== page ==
Editor’s note: The BDN’s initial coverage of Lance Bradford’s death highlighted his recent criminal history and release from the Penobscot County Jail. This story aims to provide a fuller picture of his life and how he helped the Bangor-area recovery community.

A growing Bangor organization that offers housing for people recovering from addiction wouldn’t exist today if a man, who died in late May, hadn’t saved the founder’s life on one scorching early September day four years ago.

In 2018, Lance Bradford found Scott Pardy unconscious in his yard as he suffered from a heart attack. Bradford called 911 and Pardy was revived in the ambulance, then taken to the hospital where he had a stent inserted.

Five weeks later, Pardy closed on a Bangor home that would become the first location for Fresh Start Sober Living.

Lance Bradford, 35, died of accidental drowning on May 29, 2022. Credit: Courtesy of Sonya Burke

Today, Pardy is preparing to open Fresh Start’s 11th location in a former women’s boarding home on Ohio Street in Bangor, which he purchased on July 1. The new home brings Fresh Start Sober Living’s total housing capacity to 85 people.

As he works to secure more homes to address an insatiable demand for places where people in recovery can live and stay sober, Pardy said he’s considering naming a future home after Bradford, who died in late May of accidental drowning. Bradford’s body was found along the Kenduskeag Stream in Bangor on May 29. His death was not considered suspicious.

The details of how the 35-year-old had a lasting impact on Bangor’s recovery community paint a fuller picture of a life that previously was only known to the broader public through the limited window of his run-ins with law enforcement and tragic death.

Pardy was devastated to hear his close friend Bradford died after watching his long fight with substance use disorder.

“I’ve always had good feelings about Lance and thought he could get it someday, but he just wasn’t able to,” Pardy said. “He really wanted to recover. He just didn’t know how to get there.”

Pardy met Bradford in 2014 in the Penobscot County Jail, where Pardy used to hold recovery meetings prior to the COVID-19 pandemic.

“He was one of the few that always came to the recovery meetings, and I got to know him over the years,” Pardy said. “He’d get out of jail and be forced to go back to where he came from, whether it was the streets, a bad relationship or a crack house, and then I’d see him back in jail again.”

In early September 2018, Pardy let Bradford stay in his home after he was released from jail so he had somewhere safe to go and stay sober.  

On Sept. 2, the two were outside behind Pardy’s Bangor home clearing brush with a chainsaw when Pardy started to feel weak. He handed the chainsaw to Bradford and headed inside to get a drink and lie down. He collapsed on the lawn while on his way there, he said.

“Fortunately for me, the chainsaw died, so Lance came up and found me on the lawn,” Pardy said. “He called 911 and the next thing I knew, they’re reviving me in the ambulance and asking me if I knew where I was.”

Pardy stayed in the hospital for a few days and had a stent put in. Five weeks later, on Oct. 9, Pardy closed on the first Fresh Start Sober Living location, an eight-bedroom home in Bangor.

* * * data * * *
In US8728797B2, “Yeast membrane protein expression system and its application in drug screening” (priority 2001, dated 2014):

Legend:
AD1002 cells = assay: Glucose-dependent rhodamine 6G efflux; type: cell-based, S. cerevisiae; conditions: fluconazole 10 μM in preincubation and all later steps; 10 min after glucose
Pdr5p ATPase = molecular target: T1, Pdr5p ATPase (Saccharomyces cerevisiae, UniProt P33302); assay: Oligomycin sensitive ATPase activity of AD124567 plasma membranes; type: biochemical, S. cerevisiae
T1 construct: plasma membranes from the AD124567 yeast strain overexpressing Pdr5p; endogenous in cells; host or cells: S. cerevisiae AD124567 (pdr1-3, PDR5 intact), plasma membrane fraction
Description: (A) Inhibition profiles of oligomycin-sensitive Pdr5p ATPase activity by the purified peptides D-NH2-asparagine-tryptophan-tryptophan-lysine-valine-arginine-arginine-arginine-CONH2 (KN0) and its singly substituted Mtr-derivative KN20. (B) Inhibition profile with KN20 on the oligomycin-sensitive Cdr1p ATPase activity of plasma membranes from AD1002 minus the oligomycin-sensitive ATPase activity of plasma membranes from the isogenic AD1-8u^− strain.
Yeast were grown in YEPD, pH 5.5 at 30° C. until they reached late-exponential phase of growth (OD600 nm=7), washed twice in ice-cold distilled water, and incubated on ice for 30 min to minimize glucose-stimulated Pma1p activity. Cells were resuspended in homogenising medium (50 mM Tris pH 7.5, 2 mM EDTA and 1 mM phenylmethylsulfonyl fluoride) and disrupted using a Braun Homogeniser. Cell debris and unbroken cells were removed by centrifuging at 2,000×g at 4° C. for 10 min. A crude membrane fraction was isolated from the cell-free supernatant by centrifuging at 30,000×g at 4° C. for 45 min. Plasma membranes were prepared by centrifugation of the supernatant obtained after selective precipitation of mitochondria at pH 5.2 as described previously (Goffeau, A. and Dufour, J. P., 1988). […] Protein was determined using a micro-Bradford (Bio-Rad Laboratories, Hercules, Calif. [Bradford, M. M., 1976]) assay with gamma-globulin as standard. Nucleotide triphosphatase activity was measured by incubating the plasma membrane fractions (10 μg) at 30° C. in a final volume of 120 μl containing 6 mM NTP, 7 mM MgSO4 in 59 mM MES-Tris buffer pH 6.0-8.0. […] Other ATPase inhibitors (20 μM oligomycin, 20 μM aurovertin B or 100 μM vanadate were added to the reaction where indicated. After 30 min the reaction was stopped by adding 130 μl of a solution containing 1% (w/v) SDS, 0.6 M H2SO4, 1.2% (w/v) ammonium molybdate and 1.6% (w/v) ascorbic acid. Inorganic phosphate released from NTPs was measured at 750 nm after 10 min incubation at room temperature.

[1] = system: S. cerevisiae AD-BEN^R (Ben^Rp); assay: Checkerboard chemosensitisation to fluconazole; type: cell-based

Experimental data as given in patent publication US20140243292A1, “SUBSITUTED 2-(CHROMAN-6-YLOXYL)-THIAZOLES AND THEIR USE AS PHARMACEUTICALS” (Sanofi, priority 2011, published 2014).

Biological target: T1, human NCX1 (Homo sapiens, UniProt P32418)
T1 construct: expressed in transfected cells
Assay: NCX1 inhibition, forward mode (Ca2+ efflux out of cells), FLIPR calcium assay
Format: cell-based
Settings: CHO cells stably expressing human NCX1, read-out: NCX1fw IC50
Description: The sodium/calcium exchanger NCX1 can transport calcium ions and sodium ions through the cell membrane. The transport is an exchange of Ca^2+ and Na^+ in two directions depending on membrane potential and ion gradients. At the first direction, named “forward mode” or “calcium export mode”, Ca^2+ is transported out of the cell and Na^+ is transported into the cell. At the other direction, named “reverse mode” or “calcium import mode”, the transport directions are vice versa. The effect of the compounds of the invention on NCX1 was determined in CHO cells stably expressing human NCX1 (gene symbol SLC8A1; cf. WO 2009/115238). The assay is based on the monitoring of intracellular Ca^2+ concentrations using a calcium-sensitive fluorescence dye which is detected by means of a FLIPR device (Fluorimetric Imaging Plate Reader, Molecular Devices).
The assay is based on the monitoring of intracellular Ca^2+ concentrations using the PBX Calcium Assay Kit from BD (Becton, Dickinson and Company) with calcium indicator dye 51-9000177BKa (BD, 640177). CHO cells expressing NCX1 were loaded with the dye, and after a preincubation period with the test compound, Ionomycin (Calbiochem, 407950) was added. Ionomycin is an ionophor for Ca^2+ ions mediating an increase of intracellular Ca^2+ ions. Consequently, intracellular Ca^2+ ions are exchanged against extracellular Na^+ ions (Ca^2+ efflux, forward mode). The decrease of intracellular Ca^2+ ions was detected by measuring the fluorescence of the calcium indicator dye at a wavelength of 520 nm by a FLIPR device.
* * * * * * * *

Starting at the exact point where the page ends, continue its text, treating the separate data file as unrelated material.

“If it wasn’t for Lance, I’d be dead and Fresh Start would not exist today,” he said. “He was caring, kind, and really enjoyed helping others. He also had an infectious smile and a great laugh, and I think that’s what I’ll remember about him.”

Pardy founded Fresh Start Sober Living for the people like Bradford whom he watched “go through the revolving door” in and out of jail, he said. Each time they were released, they had no safe place to go and sooner or later would end up back in jail.

“It exploded from there,” he said. “I believe it makes a difference and it’s helping, at least in a teeny way.”

Bradford had enrolled in a welding program in Ellsworth before his last stint in jail and had become passionate about the trade, said Sonya Burke, Bradford’s older sister.

He wanted to leave the Bangor area after his April release from jail to become a certified welder and begin a career in welding and woodworking, breaking the cycle of addiction and incarceration, Burke said.

“He told me he was tired of that lifestyle of going in and out of jail,” Burke said. “There’s no structure, and it’s hard to get back on your feet when you re-enter society, and it’s a really easy slippery slope if you don’t make huge changes.”

Bradford, who was born in Portland and spent much of his childhood in southern Maine before moving to the Bangor area, was the youngest of eight children, Burke said. He was a sweet, active, social person who cherished time with his family. His nickname was Lancey.

“He was a goofball and always the life of the party,” she said. “His job was to make everyone laugh, and it’s what he loved to do. He never took himself too seriously.”

Every summer, their family would rent a camp in Maine and spend time together. Bradford loved to spend time around the campfire, roasting marshmallows and sharing stories, Burke said.

“I have two daughters and he loved his nieces very much,” she said. “He always tried to stay connected even though we lived far away. He was loved by a lot of people.”

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Kathleen O'Brien

Kathleen O'Brien is a reporter covering the Bangor area. Born and raised in Portland, she joined the Bangor Daily News in 2022 after working as a Bath-area reporter at The Times Record. She graduated from...